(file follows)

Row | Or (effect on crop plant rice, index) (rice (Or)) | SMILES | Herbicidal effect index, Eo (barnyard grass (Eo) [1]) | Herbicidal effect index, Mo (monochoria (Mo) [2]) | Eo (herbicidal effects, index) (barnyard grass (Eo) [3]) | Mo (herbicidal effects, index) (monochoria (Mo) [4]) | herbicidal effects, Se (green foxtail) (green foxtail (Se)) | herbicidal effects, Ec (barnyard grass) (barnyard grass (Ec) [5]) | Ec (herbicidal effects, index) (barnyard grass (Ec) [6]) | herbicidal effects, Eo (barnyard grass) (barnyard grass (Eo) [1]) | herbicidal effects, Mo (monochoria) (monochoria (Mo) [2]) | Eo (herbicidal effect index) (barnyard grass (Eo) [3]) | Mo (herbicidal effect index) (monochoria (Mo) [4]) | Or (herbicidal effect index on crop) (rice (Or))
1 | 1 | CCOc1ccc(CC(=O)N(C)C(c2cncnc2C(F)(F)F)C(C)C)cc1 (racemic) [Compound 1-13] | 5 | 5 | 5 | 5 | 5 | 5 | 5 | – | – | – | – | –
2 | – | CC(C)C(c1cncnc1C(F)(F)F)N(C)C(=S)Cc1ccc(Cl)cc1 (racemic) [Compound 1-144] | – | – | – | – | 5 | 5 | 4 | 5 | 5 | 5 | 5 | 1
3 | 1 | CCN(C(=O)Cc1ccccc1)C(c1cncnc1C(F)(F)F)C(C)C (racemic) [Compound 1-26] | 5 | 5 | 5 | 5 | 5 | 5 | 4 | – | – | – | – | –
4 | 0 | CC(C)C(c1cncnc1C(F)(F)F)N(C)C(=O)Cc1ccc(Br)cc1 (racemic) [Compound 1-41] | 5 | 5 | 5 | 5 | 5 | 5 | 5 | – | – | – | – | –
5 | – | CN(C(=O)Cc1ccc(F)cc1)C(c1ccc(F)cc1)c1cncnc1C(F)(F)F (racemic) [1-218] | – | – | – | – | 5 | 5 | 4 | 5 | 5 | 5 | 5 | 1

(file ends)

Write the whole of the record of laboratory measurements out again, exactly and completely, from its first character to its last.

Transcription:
Row | Or (effect on crop plant rice, index) (rice (Or)) | SMILES | Herbicidal effect index, Eo (barnyard grass (Eo) [1]) | Herbicidal effect index, Mo (monochoria (Mo) [2]) | Eo (herbicidal effects, index) (barnyard grass (Eo) [3]) | Mo (herbicidal effects, index) (monochoria (Mo) [4]) | herbicidal effects, Se (green foxtail) (green foxtail (Se)) | herbicidal effects, Ec (barnyard grass) (barnyard grass (Ec) [5]) | Ec (herbicidal effects, index) (barnyard grass (Ec) [6]) | herbicidal effects, Eo (barnyard grass) (barnyard grass (Eo) [1]) | herbicidal effects, Mo (monochoria) (monochoria (Mo) [2]) | Eo (herbicidal effect index) (barnyard grass (Eo) [3]) | Mo (herbicidal effect index) (monochoria (Mo) [4]) | Or (herbicidal effect index on crop) (rice (Or))
1 | 1 | CCOc1ccc(CC(=O)N(C)C(c2cncnc2C(F)(F)F)C(C)C)cc1 (racemic) [Compound 1-13] | 5 | 5 | 5 | 5 | 5 | 5 | 5 | – | – | – | – | –
2 | – | CC(C)C(c1cncnc1C(F)(F)F)N(C)C(=S)Cc1ccc(Cl)cc1 (racemic) [Compound 1-144] | – | – | – | – | 5 | 5 | 4 | 5 | 5 | 5 | 5 | 1
3 | 1 | CCN(C(=O)Cc1ccccc1)C(c1cncnc1C(F)(F)F)C(C)C (racemic) [Compound 1-26] | 5 | 5 | 5 | 5 | 5 | 5 | 4 | – | – | – | – | –
4 | 0 | CC(C)C(c1cncnc1C(F)(F)F)N(C)C(=O)Cc1ccc(Br)cc1 (racemic) [Compound 1-41] | 5 | 5 | 5 | 5 | 5 | 5 | 5 | – | – | – | – | –
5 | – | CN(C(=O)Cc1ccc(F)cc1)C(c1ccc(F)cc1)c1cncnc1C(F)(F)F (racemic) [1-218] | – | – | – | – | 5 | 5 | 4 | 5 | 5 | 5 | 5 | 1